Insurance Around The World

Portugal

King Ferdinand I of Portugal and the Algarve, who reigned from 1345 to 1383, chronicles the use of reciprocal insurance around 1375, which is thought to be one of the earliest mentions of some kind of cover.

In addition, there is a record of a chamber of insurance against charges and the like from Porto towards the end of the 14th century.

Portugal had the 15th largest life insurance segment in Europe in 2011, when looking at gross written premiums. Indeed, life policies took up the lion’s share (66.1 per cent) of premiums in 2012. However, the financial crisis and ensuing recession had a really detrimental effect on the insurance industry as a whole in Portugal, which led to gloomy figures across the board such as life insurance sales dropping between 2008 and 2012. These are the findings of the ‘Life Insurance in Portugal, Key Trends and Opportunities to 2017’ report.

This section of the market shrank from €10 billion (£8.02 billion) in 2008 to €6.7 billion in 2012, showing just how widespread and catastrophic the effects were.

Similarly, the non-life segment also shrunk to €2.3 billion in 2012 from €2.7 billion four years previously. There has been a reduction in the number of houses being built, which has impacted negatively on the property insurance market, which accounted for 34 per cent of the non-life sector in 2012. In addition to this, automobile sales have been on a downward trajectory, again having an adverse effect on motor insurance. This made up the majority (59.5 per cent) of the sector in 2012. Brokers have also suffered the fallout of the economic turbulence. The number of such professionals dropped by 1.9 per cent in 2010-11. In addition, it fell 4.7 per cent the previous year, suggesting the deteriorating financial landscape was having an adverse effect on these intermediaries.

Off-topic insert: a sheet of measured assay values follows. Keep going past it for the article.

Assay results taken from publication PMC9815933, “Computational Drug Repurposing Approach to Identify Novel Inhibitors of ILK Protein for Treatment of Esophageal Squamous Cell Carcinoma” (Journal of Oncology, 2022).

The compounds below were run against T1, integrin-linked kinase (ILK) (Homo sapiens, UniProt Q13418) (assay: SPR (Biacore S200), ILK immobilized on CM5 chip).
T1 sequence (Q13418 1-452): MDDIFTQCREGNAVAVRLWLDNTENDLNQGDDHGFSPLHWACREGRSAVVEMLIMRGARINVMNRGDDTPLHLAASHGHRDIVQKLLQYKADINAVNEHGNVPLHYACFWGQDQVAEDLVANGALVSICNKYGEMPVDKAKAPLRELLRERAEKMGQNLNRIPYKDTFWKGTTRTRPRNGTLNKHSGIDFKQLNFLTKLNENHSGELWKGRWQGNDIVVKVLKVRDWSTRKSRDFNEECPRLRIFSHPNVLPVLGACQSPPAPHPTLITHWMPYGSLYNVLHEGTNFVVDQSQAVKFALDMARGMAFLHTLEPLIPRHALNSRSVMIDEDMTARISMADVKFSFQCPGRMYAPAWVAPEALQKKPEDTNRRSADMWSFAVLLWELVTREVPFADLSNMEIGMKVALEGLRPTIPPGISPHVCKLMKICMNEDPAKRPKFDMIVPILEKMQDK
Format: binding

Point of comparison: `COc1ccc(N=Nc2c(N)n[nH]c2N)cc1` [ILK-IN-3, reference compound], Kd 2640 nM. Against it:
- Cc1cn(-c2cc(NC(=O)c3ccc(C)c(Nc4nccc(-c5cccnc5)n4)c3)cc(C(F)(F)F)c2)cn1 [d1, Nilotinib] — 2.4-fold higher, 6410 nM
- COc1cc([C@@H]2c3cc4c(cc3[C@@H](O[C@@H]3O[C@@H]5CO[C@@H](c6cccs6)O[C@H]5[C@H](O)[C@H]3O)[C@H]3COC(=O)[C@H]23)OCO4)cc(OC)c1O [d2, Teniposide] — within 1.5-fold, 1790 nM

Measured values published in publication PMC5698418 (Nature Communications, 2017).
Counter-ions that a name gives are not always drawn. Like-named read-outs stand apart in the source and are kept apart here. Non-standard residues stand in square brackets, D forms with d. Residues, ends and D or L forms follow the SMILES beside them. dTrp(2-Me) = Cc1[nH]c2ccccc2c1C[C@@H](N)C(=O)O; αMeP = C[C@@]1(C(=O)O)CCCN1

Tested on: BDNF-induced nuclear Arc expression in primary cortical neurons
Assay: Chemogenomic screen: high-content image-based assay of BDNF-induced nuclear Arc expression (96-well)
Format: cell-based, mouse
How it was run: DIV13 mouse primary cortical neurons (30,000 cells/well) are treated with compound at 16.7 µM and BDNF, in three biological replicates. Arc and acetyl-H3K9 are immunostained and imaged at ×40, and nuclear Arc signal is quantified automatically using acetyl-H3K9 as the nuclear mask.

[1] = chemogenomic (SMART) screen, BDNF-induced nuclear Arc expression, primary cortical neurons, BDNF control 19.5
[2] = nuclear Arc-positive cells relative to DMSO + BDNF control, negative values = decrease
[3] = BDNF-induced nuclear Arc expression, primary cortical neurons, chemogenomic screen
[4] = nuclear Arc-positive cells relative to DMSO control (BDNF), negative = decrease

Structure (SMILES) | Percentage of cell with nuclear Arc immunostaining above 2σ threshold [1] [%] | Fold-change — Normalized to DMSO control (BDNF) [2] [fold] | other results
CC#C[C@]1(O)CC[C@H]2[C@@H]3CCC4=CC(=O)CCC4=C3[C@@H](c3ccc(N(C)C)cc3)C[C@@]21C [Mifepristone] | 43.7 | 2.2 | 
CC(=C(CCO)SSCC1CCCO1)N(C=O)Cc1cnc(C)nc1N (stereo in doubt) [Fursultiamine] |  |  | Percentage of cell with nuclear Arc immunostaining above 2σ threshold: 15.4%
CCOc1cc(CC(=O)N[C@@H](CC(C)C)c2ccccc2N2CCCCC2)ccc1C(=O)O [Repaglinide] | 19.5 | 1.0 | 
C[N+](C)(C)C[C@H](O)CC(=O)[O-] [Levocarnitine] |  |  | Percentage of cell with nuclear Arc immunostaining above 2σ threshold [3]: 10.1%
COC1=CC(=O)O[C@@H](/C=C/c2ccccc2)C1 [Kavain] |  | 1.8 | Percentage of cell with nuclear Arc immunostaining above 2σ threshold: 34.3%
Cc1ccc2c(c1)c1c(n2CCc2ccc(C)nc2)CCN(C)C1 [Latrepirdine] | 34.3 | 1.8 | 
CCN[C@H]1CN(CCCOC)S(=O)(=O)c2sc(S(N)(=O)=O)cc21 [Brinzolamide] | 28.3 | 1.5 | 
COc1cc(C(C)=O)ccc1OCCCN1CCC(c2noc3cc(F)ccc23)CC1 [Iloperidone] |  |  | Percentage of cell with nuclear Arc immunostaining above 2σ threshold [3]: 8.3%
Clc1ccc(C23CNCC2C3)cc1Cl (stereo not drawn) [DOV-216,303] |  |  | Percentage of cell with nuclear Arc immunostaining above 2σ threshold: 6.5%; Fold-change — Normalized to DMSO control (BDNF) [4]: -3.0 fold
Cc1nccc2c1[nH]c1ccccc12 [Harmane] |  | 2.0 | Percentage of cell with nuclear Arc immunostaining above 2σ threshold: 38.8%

As of 2011, there were 25,397 brokers active in Portugal. In 2010, this stood at 25,897 and it was notably higher in 2009 - 27,139. In comparison, the number of companies has also fallen in this three year period - while 87 existed in 2009 that stood at 79 in 2011.

However, the authors are of the opinion that long-term savings products are set to rise in popularity over the next few years. This is because of the economy slowly but surely recovering, the ageing population and fewer government benefits - on account of tough austerity measures.

The insurance industry in Portugal is also keen to train new talent and ensure it goes from strength to strength, and this is evident by the number of programmes it runs. In 2011, 198 training courses were put on by the Portuguese Insurance Academy, which meant that 3,341 individuals were given the information they needed.

This included the APS Broker Qualification Course and it amounted to the biggest share of training organised that was long distance. In total, 1,875 brokers became certified in both insurance and reinsurance.

As the financial landscape of the country - and indeed the world - starts to show signs of recovery, it will be interesting to see if brokers in Portugal see an increase in business.